Public records are coming in pretty handy these days. Congress is using them to investigate the relationship between the Republican National Committee and the firing of eight attorneys general, and as with many investigations that use documents to uncover malfeasance, some key documents are missing in this case Karl Rove e-mails.
It seems Mayor Gavin Newsom's office also has a penchant for the delete key, according to findings of the city's Sunshine Ordinance Task Force. Two complaints brought by citizens have been heard by the task force regarding how the mayor's daily calendar is kept or isn't kept and what happened to e-mails that disappeared after they were requested by a member of the public.
"We found there was willful and ongoing violations and destruction of records," task force chair Doug Comstock told the Guardian.
Staff in the Mayor's Office say they didn't do anything wrong and no willful destruction of public records has occurred. According to Joe Arellano of the Mayor's Office of Communications, the e-mails invitations sent out for the mayor's Jan. 13 District 1 community policy forum were purged because they were temporary.
"We have such a huge e-mail system, we have to delete e-mails that are transitory. These, to us, were the same kind of e-mails," Arellano said.
The case is on hold awaiting further information regarding the city's capability to retrieve purged electronic documents and will be heard again by the task force. But the larger issue is whether Newsom is intentionally keeping his calendar a secret, in violation of city law.
The Mayor's Office only makes public Newsom's so-called Prop. G calendar, named for a 1999 ballot measure expanding the Sunshine Ordinance and explicitly making the mayor's schedule a public record. It's a stripped-down version of his list of appointments, often with only a couple events per day.
The Mayor's Office has argued that Newsom's complete calendar can't be made public, citing security and privacy concerns. The task force disagrees and contends it's a document that should be public, with redactions of security and privacy information as needed.
The Mayor's Office disagrees. "The sunshine task force is wrong, and we are right," Newsom press secretary Nathan Ballard said. "The calendar we give to the public and press exceeds Prop. G."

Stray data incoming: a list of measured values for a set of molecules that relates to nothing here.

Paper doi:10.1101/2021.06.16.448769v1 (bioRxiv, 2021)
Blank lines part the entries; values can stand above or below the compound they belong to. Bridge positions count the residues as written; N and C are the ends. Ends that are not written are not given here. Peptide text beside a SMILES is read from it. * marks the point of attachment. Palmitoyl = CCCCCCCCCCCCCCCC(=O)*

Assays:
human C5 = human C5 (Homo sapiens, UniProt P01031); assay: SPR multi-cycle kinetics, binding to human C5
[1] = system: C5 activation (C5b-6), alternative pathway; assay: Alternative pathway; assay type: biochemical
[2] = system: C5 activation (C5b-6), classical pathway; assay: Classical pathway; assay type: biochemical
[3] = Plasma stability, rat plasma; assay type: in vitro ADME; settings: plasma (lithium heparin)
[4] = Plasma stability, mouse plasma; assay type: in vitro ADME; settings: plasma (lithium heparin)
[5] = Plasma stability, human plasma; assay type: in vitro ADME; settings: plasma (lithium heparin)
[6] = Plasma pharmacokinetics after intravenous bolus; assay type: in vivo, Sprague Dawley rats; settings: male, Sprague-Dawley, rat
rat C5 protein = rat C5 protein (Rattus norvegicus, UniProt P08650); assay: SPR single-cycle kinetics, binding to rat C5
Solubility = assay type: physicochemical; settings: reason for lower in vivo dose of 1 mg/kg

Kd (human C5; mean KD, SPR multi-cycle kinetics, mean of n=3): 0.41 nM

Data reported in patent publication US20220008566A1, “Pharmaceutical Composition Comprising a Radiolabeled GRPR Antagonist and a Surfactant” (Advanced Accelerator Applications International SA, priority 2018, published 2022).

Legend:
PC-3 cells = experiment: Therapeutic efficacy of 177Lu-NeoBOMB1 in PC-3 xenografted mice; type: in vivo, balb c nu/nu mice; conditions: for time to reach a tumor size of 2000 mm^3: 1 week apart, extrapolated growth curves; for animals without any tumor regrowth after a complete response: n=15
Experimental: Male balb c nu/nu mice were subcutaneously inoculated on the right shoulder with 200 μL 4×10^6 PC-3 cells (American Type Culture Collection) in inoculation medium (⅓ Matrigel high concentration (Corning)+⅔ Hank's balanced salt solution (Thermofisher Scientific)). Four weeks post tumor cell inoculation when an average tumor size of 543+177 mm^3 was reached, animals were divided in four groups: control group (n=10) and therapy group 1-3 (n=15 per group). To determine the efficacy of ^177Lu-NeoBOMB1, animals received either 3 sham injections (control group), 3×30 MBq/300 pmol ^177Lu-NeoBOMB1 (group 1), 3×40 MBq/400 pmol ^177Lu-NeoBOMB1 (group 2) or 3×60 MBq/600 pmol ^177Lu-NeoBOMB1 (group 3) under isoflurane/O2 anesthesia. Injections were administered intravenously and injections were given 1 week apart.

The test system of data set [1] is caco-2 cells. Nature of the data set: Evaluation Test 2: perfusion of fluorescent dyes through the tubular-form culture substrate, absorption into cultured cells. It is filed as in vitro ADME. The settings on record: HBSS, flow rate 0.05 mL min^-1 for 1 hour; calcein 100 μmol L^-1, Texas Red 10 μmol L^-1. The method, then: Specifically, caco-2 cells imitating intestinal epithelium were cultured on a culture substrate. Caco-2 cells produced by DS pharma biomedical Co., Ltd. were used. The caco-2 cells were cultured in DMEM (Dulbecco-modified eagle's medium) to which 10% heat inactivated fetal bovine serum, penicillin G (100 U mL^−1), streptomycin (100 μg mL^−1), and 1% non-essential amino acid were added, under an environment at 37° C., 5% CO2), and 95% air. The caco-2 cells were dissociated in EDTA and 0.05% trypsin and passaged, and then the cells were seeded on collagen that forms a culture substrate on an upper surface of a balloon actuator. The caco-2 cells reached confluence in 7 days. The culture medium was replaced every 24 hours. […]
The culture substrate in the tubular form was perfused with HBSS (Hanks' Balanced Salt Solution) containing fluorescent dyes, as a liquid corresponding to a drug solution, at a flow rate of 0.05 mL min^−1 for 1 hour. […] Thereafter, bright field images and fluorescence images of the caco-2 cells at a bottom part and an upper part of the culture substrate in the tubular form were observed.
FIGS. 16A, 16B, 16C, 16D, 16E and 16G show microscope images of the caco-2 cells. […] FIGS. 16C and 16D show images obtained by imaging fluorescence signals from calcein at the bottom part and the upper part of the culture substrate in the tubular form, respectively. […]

Arellano, in a letter to the task force, described the other document as a "working calendar that is extremely detailed and accounts for his time from departure from home until his return in the evening. The working calendar contains not only the Mayor's meeting schedule, but also confidential information such as the officers assigned to protect him, security contact numbers, the Mayor's private schedule, details of his travel," and everything else that he's doing.
"What they refuse to realize is they're both public documents," Comstock said about the dual calendars.
Peter Scheer, executive director of the California First Amendment Coalition (CFAC), agrees that both calendars are public if they contain information about what the mayor's doing with his city time.
"If they have security concerns, they can withhold particular items that would jeopardize the mayor's security. There are certain things we can all agree on that can be withheld, certain driving routes and evasive strategies for emergency planning. But when the vehicle stops and he gets out for a meeting at an office, home, or place of business, that item has to be revealed," Scheer said. "If we're talking about a calendar, there may be thousands of items, and only a handful may be subject to redaction. They can't use the few to justify nondisclosure of the many."
But that's precisely what the Mayor's Office is doing.
The mayor, city attorney, and all department heads are required by Prop.
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